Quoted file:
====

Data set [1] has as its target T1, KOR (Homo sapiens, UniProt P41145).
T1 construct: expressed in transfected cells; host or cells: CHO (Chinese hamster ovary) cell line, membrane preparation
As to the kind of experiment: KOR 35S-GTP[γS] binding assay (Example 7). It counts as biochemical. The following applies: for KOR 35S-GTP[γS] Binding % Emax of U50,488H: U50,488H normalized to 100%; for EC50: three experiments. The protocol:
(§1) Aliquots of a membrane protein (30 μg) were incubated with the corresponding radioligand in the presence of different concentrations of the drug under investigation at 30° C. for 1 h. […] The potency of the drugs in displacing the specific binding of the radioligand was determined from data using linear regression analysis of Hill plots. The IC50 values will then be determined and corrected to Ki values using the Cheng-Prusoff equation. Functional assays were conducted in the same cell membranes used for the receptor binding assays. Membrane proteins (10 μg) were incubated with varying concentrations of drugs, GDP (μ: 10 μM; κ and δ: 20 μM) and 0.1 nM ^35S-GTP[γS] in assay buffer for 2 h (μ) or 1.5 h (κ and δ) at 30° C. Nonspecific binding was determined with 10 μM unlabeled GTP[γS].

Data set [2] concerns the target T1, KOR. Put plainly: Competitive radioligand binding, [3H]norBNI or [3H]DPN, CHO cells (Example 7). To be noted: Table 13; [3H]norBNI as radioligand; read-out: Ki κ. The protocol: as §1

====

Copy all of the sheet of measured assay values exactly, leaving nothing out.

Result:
Data set [1] has as its target T1, KOR (Homo sapiens, UniProt P41145).
T1 construct: expressed in transfected cells; host or cells: CHO (Chinese hamster ovary) cell line, membrane preparation
As to the kind of experiment: KOR 35S-GTP[γS] binding assay (Example 7). It counts as biochemical. The following applies: for KOR 35S-GTP[γS] Binding % Emax of U50,488H: U50,488H normalized to 100%; for EC50: three experiments. The protocol:
(§1) Aliquots of a membrane protein (30 μg) were incubated with the corresponding radioligand in the presence of different concentrations of the drug under investigation at 30° C. for 1 h. […] The potency of the drugs in displacing the specific binding of the radioligand was determined from data using linear regression analysis of Hill plots. The IC50 values will then be determined and corrected to Ki values using the Cheng-Prusoff equation. Functional assays were conducted in the same cell membranes used for the receptor binding assays. Membrane proteins (10 μg) were incubated with varying concentrations of drugs, GDP (μ: 10 μM; κ and δ: 20 μM) and 0.1 nM ^35S-GTP[γS] in assay buffer for 2 h (μ) or 1.5 h (κ and δ) at 30° C. Nonspecific binding was determined with 10 μM unlabeled GTP[γS].

Data set [2] concerns the target T1, KOR. Put plainly: Competitive radioligand binding, [3H]norBNI or [3H]DPN, CHO cells (Example 7). To be noted: Table 13; [3H]norBNI as radioligand; read-out: Ki κ. The protocol: as §1